Ever since the U.S. Food and Drug Administration (FDA) authorized the first coronavirus vaccines for emergency use in December 2020, people living with vitiligo have had questions about whether these inoculations will be safe and effective for them.
On February 27, the FDA approved the Johnson & Johnson COVID-19 vaccine, providing a third option to the Pfizer and Moderna COVID-19 vaccines. This new vaccine requires a single dose and works in a different way than the first two vaccines.
Because the vaccines are still relatively new, some MyVitiligoTeam members have questions about whether they should get vaccinated against COVID-19. To answer questions on this topic, MyVitiligoTeam sat down with Dr. Richard Huggins, a division head in the department of dermatology at Henry Ford Hospital, where he focuses on treating people with vitiligo. He's the author of numerous journal articles studying treatments and quality of life for people with vitiligo and other skin conditions. Below are edited excerpts from our conversation.
I encourage my vitiligo patients to get the COVID-19 vaccine. Vitiligo is an autoimmune disease, so people hear that second part of the word, immune, and wonder, “Am I going to be more susceptible to developing an infection, especially one as dangerous as COVID, from having vitiligo?” And the answer to that is no — you are not.
Vitiligo is an autoimmune condition, which means that your immune system is overactive. It's attacking things it's not supposed to attack. In addition to attacking the bacteria and viruses that are out there, it’s attacking your melanocytes. It doesn't protect you from an infection — because it's overactive in a very specific way — and it absolutely does not make you more susceptible to getting any infection, the COVID infection among them.
As for the COVID vaccine, your immune system is pretty normal, other than when it comes to melanocytes. And so you are just as eligible for the coronavirus vaccine as someone who does not have vitiligo. For skin tone, there will be no difference in terms of whether I'd recommend the vaccine or not.
I would say no, especially with the specific treatments mentioned, which are limited to the skin. In terms of light treatment, that doesn't have an impact inside your body. Creams that you put on your skin also don't have an impact inside your body. So any immune effects that they have are not going to be more than skin deep. So definitely, in those cases, you don't have to think about it. And then even in patients who are taking internal treatments, such as oral medications for their vitiligo, I wouldn't say that there is a timing situation that would be involved there either.
You're going to take a medication to the point where you’ll have steady levels throughout the time you're taking it — that’s how the medicine is going to work. So, worst case scenario, if your immune system is a little weakened by the medications that you're taking, then I suppose there's a chance that the vaccine may not be quite as effective. But we don't have any evidence that this is the case. It certainly is not going to be the case where you have more of a problem from the vaccine because of any medications that you're taking.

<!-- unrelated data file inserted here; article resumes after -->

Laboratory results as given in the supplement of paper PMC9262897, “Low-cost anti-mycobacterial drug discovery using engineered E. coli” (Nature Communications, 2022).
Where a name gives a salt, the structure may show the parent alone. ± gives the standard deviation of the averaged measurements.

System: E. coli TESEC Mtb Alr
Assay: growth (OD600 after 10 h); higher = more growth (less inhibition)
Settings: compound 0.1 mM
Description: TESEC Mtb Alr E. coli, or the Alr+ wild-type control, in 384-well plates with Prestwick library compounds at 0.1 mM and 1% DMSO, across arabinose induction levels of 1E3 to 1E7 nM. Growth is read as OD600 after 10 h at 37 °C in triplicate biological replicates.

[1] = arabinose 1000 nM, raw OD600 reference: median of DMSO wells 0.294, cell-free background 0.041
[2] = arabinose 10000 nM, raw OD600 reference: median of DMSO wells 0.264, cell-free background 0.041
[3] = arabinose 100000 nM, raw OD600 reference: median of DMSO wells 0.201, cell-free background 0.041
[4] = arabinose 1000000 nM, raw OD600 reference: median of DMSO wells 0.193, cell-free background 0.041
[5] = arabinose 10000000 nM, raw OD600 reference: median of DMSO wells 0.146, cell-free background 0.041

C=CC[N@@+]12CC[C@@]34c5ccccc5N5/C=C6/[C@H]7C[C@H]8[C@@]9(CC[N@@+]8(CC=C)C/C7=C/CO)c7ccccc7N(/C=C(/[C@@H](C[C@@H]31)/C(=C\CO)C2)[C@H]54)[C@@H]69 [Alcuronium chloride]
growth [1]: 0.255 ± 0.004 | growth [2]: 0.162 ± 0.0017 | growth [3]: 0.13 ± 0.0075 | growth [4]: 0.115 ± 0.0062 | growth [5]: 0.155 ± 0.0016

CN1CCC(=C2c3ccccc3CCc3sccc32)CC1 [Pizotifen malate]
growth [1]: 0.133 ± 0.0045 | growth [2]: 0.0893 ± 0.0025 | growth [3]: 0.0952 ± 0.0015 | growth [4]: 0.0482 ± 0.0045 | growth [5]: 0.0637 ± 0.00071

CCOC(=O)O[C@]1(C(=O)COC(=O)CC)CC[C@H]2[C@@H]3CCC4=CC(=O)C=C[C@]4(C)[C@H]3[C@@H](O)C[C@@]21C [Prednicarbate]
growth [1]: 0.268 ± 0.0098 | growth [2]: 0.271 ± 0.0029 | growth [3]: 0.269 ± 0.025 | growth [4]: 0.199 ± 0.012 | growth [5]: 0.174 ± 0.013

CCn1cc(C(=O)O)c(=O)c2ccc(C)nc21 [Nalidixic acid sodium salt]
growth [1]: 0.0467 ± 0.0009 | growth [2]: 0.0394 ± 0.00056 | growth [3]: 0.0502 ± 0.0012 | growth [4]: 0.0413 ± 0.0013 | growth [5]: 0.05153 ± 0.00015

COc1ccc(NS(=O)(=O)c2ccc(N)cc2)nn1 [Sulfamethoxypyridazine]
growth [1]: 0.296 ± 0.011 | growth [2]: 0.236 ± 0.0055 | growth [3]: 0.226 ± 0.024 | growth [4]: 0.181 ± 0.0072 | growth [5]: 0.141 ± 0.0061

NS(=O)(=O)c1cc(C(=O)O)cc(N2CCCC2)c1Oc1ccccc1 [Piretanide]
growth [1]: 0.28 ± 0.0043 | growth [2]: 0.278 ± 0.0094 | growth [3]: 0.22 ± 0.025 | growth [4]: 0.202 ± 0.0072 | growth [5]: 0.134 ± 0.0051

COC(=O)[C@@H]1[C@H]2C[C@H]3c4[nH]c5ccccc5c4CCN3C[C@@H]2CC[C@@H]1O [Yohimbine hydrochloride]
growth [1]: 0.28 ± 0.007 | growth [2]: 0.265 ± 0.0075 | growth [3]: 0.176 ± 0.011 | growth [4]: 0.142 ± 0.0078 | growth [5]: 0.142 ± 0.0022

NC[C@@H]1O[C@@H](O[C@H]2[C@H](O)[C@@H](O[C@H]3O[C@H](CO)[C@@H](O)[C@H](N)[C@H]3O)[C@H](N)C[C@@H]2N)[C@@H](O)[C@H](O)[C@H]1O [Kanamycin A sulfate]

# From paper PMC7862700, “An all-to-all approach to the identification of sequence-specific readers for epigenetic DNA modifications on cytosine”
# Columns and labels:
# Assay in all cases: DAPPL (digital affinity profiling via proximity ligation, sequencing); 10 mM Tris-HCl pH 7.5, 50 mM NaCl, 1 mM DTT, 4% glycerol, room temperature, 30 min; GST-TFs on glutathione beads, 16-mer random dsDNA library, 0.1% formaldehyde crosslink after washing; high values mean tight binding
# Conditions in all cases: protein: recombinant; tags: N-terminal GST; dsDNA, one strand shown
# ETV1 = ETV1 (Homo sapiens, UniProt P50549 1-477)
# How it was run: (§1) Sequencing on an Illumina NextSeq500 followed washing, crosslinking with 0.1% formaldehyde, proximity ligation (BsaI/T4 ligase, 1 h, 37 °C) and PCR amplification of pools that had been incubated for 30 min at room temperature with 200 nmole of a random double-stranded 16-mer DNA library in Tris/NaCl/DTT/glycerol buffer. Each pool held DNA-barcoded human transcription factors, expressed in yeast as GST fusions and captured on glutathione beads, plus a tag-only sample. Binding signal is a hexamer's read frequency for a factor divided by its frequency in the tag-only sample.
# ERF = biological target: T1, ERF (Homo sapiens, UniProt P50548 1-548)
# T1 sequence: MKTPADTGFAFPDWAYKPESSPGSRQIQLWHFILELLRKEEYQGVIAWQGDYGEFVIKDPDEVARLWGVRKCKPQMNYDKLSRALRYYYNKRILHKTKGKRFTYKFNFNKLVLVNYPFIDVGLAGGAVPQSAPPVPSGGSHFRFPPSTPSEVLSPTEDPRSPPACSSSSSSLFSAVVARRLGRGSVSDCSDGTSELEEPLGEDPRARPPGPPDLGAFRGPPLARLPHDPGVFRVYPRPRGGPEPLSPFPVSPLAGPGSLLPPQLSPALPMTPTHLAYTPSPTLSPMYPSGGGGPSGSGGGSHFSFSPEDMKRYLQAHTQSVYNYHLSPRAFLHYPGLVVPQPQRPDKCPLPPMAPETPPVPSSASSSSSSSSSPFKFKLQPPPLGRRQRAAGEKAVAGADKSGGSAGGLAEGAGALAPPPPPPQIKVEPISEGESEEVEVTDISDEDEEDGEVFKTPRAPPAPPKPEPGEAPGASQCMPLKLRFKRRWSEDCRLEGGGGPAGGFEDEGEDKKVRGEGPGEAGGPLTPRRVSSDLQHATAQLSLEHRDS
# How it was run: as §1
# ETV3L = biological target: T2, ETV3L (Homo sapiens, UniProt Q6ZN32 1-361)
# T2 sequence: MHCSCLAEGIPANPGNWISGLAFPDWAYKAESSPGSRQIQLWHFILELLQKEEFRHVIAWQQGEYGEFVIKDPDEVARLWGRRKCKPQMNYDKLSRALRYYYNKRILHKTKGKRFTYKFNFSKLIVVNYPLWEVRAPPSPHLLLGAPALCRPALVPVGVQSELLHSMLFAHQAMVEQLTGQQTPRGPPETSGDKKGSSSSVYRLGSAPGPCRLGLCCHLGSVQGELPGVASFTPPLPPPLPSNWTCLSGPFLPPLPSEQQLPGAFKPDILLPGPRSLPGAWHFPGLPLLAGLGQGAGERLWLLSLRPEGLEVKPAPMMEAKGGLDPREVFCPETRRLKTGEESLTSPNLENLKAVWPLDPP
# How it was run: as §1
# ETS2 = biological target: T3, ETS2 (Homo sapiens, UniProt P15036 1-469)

I'm seeing a drastic difference in terms of people's responses to the vaccine and interest in getting it, and it makes sense. A lot of people feel like it came out of nowhere. There's so much we didn't understand about the coronavirus in the first place. How are we going to understand the vaccine? This is the fastest that a vaccine has come out in a long time.
These are all understandable concerns, but I think as people saw that folks were getting vaccinated — pretty much the entire medical community was vaccinated. I was vaccinated myself. So we had some faith in the vaccine, and the vast majority of people who got it were totally fine. And so this gives folks a little more data to factor in regarding their comfort levels.
Like so many decisions we make in life, it comes down to risk-benefit analysis. We've been using vaccines for centuries, literally. We have some experience with similar vaccines, at least in research, if not in practice and in real life. And we know what can happen if we don't get vaccinated — we got a year's worth of examples of what can happen to our society if we don't get vaccinated.
Another factor involves the distrust of scientists, especially in the African American community, for legitimate reasons because of some horrible things that have happened in the past and that absolutely should not be forgotten. But at the same time, we don't want to let these horrible things that have happened in the past keep us from helping ourselves get protected from this horrible virus that is also more dangerous in the African American community.
Ultimately, I would just like everyone to keep an open mind. Try to look for credible sources of information. Look at the data for this specific vaccine, and make your own decision on this specific situation.
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